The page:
Is the British motorists’ clear preference for small hatchbacks over similarly sized saloons down to lacklustre four-door offerings, or just an ingrained bias for practicality?
Mazda, of all people, is about to find out. Its new three-box 3 is no hatch, with an unbalanced rear-end extension, but a sleek stand-alone style that shares not one exterior panel with the hatch. The only bits common to both are windscreen, door handles, wipers and exterior mirrors.
Because saloon and hatch were designed simultaneously (largely in Europe), each has its own distinctive visual character. And each is built on the same 2640mm wheelbase as Volvo’s new S40/V50 – which, along with this year’s new Focus and the Focus C-Max, are all underpinned by Ford’s C1 platform.
We’re not alone in preferring the looks of the elegant, more cohesive saloon. Since, engine-for-engine, trim-level-for-trim-level, they’re priced identically, buyers face a clear choice, or will, when the saloon goes on sale in June. Style has been allowed to take precedence over practicality, too, the fast-falling roofline reducing rear headroom compared to the hatch. Yet the saloon has the bigger boot – 413 litres versus 300 litres – and, despite being 70mm longer, weighs 15kg less.
The arrival of the four-door also heralds the first appearance of PSA-Ford’s new 1.6-litre diesel in a Mazda. We expected a lot from the joint-venture, second-generation, common-rail diesel, and the all-alloy 16-valve oil-burner really delivers. Not long ago a 1.6 petrol engine achieving over 100bhp was exceptional. Now we have a 1.6-litre turbodiesel pumping out 107bhp at 4000rpm and an equally remarkable 181lb ft of torque, from just 1750rpm, when the equivalent 1.6 petrol has just 103bhp and 107lb ft. Six-hole injectors, operating at 1600bar, ensure the fine spray for clean operation – a particulate filter helps it meet Euro4 emissions regulations – and relatively hushed operation, though it never quite loses the high-frequency clatter inherent in diesel engines.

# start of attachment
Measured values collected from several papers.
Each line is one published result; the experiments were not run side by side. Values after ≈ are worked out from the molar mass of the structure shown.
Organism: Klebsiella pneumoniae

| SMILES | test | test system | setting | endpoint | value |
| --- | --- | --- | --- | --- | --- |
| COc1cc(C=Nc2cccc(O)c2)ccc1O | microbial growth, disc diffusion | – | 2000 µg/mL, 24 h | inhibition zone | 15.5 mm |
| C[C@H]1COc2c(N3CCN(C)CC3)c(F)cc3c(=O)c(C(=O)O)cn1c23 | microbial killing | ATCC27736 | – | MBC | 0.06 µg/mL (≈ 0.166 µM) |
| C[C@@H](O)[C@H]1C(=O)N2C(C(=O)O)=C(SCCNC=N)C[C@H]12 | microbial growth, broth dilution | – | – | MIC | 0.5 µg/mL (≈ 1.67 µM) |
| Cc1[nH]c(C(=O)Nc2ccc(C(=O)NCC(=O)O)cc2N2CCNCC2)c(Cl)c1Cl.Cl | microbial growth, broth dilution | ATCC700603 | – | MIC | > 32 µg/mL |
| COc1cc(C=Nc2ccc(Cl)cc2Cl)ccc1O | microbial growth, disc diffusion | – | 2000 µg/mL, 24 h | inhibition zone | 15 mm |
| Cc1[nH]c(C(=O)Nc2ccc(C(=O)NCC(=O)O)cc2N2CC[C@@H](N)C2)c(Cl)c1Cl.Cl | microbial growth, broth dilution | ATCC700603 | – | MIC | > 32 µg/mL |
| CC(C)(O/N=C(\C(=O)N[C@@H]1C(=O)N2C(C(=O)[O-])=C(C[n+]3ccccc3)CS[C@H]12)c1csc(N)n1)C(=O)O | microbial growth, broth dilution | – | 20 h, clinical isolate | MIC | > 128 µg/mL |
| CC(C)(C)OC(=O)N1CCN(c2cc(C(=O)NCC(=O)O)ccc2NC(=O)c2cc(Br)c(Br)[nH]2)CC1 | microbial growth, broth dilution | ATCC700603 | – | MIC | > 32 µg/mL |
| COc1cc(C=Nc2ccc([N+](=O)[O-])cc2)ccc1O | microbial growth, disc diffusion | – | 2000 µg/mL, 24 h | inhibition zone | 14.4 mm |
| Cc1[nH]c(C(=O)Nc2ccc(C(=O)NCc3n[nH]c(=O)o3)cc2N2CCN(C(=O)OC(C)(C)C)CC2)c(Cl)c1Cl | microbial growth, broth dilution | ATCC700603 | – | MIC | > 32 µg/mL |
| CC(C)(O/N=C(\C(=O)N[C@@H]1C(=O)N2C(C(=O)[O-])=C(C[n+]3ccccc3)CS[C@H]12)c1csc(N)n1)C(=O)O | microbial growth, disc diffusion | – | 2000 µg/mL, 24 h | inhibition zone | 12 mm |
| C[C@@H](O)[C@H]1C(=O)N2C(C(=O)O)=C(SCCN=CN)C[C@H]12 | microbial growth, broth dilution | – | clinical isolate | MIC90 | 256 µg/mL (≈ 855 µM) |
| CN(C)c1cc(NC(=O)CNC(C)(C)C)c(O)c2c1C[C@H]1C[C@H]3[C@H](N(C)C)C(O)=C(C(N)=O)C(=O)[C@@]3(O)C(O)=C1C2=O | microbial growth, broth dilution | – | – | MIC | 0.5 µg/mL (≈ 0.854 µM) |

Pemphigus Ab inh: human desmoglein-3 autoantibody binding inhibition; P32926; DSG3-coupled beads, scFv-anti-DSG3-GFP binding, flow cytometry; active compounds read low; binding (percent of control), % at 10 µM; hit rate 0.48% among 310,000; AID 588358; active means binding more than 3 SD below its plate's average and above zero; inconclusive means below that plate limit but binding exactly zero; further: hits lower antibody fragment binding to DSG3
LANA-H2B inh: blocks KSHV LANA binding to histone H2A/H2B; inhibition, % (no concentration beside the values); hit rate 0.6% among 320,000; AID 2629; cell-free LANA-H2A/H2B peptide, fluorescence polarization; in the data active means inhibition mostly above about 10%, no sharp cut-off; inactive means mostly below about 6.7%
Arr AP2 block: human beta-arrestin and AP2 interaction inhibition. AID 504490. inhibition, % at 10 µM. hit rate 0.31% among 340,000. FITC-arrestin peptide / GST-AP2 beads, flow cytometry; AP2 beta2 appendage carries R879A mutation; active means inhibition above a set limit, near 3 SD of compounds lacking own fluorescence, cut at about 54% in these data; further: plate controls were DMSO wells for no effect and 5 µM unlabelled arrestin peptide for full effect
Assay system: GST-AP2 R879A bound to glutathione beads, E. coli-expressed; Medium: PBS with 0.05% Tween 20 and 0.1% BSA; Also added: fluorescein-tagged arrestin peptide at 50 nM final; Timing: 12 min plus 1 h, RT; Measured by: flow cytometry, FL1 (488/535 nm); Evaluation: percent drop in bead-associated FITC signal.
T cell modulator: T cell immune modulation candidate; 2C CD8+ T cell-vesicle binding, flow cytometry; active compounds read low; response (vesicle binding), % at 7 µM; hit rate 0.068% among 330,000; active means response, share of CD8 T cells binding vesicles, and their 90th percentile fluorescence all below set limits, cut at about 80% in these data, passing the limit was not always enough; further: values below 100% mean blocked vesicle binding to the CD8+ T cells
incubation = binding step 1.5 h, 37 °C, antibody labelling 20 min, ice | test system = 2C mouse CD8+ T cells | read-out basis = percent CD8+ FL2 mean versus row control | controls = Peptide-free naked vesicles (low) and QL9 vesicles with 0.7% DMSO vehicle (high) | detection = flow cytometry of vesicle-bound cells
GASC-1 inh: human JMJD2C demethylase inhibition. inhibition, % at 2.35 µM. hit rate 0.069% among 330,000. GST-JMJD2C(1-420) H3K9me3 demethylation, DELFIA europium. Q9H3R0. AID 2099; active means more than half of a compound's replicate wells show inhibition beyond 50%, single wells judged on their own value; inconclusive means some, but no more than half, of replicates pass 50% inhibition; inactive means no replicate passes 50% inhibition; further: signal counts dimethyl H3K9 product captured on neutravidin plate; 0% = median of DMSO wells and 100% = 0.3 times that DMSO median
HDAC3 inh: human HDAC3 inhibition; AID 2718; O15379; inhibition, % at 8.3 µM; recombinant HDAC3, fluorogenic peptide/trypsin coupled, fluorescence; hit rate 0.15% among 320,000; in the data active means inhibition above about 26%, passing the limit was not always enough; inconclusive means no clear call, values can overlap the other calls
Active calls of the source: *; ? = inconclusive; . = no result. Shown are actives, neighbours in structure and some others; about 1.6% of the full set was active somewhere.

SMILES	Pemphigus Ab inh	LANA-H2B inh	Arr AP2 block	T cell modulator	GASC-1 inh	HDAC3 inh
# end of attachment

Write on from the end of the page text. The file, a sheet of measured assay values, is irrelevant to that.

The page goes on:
Otherwise, refinement is outstanding. The engine’s smooth, works efficiently across a broad rev range from 1500rpm to the 4750rpm red line and beyond, and within this band, feels responsive and gutsy. In fact, it’s a more polished motorway performer than the 2.0-litre petrol Mazda 3. In the real world, its strong mid-range makes the diesel 3 seem much quicker than the claimed 11.3sec 0-62mph sprint suggests. Keen drivers, who’ll enjoy the brisk steering, slick gearchange and sporting handling bias, will surely take advantage of the engine’s willing character and, therefore, probably won’t match the 56.5mpg combined fuel figure. Our hard-driven test car returned 38-42mpg.